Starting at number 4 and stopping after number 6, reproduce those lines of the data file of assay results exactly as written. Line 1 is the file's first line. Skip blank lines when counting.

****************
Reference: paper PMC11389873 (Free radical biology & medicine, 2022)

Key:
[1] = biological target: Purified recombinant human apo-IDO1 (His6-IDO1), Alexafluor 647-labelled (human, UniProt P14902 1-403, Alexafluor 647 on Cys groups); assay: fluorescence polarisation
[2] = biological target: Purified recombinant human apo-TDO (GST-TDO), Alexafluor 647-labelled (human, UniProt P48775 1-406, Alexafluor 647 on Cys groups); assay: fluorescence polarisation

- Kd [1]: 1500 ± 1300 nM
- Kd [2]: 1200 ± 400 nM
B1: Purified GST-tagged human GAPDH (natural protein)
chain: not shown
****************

[2] = biological target: Purified recombinant human apo-TDO (GST-TDO), Alexafluor 647-labelled (human, UniProt P48775 1-406, Alexafluor 647 on Cys groups); assay: fluorescence polarisation

- Kd [1]: 1500 ± 1300 nM
- Kd [2]: 1200 ± 400 nM